It's no mystery what the left intends to make its next life-or-death issue: income inequality. Liberals are all popping off about it. It's everywhere, from Obama's speeches to liberal think tanks to liberal reporters.
It's almost as if they were conspiring to distract us from Obamacare. Nah!
On "Meet the Press," PBS anchorwoman Judy Woodruff sounded the alarm, not as a dispassionate reporter but as a progressive advocate. While acknowledging Obama's problems with Obamacare, she breathlessly insisted, "At the same time, the argument for doing something about the economy, the argument for addressing inequality, is such a compelling argument."
Behold the liberal mindset. It's apparently only of passing concern to Woodruff that Obamacare caused cancellations of millions of policies of insurance for people. That is so last year.
The important thing is that liberal icon Barack Obama forced quasi-socialized health care through Congress, and any harm it causes people must take a back seat to advancement of the progressive agenda, which is ostensibly designed (in the progressives' minds) to prevent harm to people. Ignore the foolish inconsistency. Nor does it matter that Obama lied about the harm his sacred plan would cause. The progressive agenda is marching forward.
Liberals must now shift our attention to the next issue they can preen about and showcase their moral superiority.
Notice that Woodward didn't say, "We need to get the economy moving again and get people back to work." She conflated "doing something about the economy" with "the argument for addressing inequality."
News flash: You don't do something about the economy by obsessing over income redistribution. The two are connected, but not in the sense that liberals believe they are.
While Obama liberals scoff at conservatives for their alleged "trickledown" approach to economics, they make the preposterous counterargument that you grow the economy "from the middle out," by which they mean you fuel economic growth by redistributing income.
You don't generate economic activity by punishing producers and taking their earnings and giving the money to others. How in the world could that expand the economic pie?
More likely, as history demonstrates, it will shrink the pie by disincentivizing all groups from producing. The wealthy will produce less because when you increase taxes on something (in this case, productivity and success), you get less of it. The recipients will mostly produce less because they are rewarded for not producing.
So "addressing inequality" is connected to "doing something about the economy" but in precisely the opposite way the left implies. Efforts to misuse the tax code to equalize outcomes — as opposed to using it for the purpose of securing funds for constitutionally prescribed federal government functions — will usually harm the economy.
Some liberals probably don't even believe their own propaganda that redistribution stimulates economic growth. In 2008, Obama told ABC's Charlie Gibson he favors increasing capital gains tax rates despite the fact that such increases had resulted in less revenue for the government. "It's a matter of fairness, Charlie."
For Obama, it was more important to punish the "rich" than to help the poor. That's his mindset — and it's warped.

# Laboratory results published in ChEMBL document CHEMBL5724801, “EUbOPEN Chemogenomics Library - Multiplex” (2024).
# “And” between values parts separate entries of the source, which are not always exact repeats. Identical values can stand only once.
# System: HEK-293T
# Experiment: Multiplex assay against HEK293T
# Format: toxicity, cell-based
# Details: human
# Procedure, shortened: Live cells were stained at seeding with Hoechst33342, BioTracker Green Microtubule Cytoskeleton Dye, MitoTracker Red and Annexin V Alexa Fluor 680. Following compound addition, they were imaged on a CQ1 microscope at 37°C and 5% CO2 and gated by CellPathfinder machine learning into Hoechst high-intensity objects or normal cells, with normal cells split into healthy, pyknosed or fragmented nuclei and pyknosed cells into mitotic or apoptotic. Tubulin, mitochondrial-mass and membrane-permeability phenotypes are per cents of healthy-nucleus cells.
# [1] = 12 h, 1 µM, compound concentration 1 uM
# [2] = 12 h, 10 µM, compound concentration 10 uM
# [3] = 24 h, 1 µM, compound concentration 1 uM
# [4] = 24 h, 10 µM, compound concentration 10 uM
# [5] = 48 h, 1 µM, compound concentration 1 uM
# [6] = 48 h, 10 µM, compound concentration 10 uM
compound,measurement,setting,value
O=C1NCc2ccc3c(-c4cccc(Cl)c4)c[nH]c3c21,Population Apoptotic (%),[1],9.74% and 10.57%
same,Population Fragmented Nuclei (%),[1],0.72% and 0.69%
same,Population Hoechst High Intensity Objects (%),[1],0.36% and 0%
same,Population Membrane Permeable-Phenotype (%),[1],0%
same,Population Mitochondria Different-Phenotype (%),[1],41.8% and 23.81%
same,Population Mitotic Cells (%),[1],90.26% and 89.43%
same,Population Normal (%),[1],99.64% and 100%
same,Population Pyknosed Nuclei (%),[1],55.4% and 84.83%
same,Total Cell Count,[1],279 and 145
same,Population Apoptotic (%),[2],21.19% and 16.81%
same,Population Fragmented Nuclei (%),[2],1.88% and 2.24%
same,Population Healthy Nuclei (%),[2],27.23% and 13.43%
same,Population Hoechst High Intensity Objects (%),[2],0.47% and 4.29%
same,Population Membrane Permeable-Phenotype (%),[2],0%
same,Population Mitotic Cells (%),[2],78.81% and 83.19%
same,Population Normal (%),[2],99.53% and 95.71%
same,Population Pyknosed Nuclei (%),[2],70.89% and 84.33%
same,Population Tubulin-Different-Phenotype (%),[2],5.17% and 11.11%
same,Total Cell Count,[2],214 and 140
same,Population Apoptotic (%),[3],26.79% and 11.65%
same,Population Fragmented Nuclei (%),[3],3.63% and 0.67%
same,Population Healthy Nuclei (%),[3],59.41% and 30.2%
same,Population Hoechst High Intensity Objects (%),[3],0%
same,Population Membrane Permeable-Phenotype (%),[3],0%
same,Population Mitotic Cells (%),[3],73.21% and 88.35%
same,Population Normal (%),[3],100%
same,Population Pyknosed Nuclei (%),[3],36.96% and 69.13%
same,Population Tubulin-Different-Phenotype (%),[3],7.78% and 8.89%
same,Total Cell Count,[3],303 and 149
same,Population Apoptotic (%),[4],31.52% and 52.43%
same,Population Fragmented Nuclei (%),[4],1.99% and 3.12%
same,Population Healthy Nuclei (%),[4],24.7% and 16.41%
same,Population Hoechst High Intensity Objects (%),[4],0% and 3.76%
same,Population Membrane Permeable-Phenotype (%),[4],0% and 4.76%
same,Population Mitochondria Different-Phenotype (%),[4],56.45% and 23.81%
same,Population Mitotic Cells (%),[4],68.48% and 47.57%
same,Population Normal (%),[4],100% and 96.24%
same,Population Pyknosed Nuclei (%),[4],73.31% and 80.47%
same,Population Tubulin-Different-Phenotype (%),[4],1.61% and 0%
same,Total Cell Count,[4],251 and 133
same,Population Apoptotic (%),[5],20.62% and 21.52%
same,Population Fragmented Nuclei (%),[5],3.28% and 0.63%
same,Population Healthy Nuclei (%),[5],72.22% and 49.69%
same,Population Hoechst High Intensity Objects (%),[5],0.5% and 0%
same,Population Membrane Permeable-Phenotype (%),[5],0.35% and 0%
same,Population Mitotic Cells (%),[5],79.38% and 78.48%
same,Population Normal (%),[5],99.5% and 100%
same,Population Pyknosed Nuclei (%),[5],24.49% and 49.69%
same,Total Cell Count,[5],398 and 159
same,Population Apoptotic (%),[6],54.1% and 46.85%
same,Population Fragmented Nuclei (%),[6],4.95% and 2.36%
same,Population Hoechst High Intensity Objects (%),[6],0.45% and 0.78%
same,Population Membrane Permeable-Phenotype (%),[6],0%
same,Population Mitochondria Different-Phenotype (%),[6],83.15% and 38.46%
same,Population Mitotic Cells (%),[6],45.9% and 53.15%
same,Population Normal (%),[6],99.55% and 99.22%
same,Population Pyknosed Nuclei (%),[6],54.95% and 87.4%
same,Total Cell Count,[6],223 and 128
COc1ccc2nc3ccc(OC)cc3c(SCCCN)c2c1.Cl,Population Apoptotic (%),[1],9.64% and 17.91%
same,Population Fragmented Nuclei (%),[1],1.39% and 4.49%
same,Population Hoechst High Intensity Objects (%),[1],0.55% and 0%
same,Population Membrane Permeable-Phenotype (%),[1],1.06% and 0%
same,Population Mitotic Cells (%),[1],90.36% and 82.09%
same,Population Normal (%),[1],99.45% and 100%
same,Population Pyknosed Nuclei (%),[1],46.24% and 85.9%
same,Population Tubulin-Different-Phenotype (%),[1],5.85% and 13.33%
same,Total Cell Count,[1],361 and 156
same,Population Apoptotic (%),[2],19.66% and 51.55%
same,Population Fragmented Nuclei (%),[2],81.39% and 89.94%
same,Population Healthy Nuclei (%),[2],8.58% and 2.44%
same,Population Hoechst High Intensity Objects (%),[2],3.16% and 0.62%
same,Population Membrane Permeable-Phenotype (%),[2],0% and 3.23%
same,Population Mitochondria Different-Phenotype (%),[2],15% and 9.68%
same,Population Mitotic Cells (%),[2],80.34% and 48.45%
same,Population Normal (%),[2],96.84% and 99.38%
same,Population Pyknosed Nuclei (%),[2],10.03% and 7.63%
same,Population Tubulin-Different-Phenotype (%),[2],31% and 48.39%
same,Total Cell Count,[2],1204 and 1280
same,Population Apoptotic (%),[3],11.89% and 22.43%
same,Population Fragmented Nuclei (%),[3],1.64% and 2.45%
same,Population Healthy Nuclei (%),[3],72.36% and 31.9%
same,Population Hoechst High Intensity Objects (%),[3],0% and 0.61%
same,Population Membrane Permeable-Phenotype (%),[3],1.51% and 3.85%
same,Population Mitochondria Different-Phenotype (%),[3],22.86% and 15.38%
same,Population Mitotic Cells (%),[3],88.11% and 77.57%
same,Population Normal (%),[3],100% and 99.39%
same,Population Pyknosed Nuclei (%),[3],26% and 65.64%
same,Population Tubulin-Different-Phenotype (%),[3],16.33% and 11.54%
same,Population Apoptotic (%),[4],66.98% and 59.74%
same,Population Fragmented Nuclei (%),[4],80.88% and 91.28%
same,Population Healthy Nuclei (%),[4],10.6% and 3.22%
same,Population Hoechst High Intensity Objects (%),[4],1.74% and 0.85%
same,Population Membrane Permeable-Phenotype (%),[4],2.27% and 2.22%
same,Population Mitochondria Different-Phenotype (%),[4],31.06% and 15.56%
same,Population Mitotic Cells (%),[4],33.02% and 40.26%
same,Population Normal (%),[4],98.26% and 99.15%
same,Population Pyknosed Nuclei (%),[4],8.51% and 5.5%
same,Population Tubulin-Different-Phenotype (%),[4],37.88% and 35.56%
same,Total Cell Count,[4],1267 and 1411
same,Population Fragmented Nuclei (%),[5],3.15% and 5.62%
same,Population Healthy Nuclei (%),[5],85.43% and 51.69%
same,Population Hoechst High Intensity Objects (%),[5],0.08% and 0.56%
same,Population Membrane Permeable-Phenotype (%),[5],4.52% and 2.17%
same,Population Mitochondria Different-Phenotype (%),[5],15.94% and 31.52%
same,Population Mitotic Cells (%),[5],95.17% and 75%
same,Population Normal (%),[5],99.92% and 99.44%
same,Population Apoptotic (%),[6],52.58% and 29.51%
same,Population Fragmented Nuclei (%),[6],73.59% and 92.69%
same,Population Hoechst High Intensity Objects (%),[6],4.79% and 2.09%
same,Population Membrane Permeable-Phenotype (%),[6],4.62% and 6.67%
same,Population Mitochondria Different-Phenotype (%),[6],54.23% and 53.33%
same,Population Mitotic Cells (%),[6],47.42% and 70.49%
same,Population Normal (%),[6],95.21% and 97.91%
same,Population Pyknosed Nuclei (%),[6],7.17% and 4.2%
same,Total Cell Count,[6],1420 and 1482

Don't get me wrong. Obama and his fellow leftists are fixated on redistributing wealth, but a major component of that, as witnessed by his attitude on increasing the capital gains rate, is that the wealthy need to be punished — even if it means hurting lower-income groups.
The irony of all this is that these liberal policies often result in exacerbating income inequality. Obama can pretend, once again, that he's an innocent bystander, but income inequality is getting worse under his presidency.
A half-century and trillions of dollars in government transfer payments have not helped the poor. Even The New York Times is grudgingly conceding that after 50 years, "the war on poverty declared 50 years ago by President Lyndon B. Johnson has largely failed."
Whether or not liberals are able to process the reality that their programs have failed, they will not abandon them, because class warfare and government dependency programs are their ticket to power. CNN's Candy Crowley unwittingly admitted as much when she asked Wisconsin Gov. Scott Walker why any unemployed American or minimum wage worker would become a Republican.
It's not that conservatives don't care about the poor. It's that we do care about the poor — and everyone else. We believe that our free market solutions generate economic growth, stimulate upward mobility and improve the economic lives of far more people, including the poor and middle class, than any other system. History vindicates us.
The left will always win the "look at how much I care about you" contest. But it loses in the "actually caring" department because at some point, people have to be presumed to have intended the damaging results their policies have consistently caused.
Liberals can posture about how much they care and they can try desperately to change the channel from Obamacare, but the devastating harm that program has caused to millions already may finally have punctured their pretense of caring and their shameless practice of attempting to exempt themselves from accountability for their policies.
David Limbaugh is a writer, author and attorney. His latest book, "The Great Destroyer," reached No. 2 on the New York Times best-seller list for nonfiction. Follow him on Twitter @davidlimbaugh and his website at www.davidlimbaugh.com. To read features by other Creators Syndicate writers and cartoonists, visit the Creators Syndicate Web page at www.creators.com.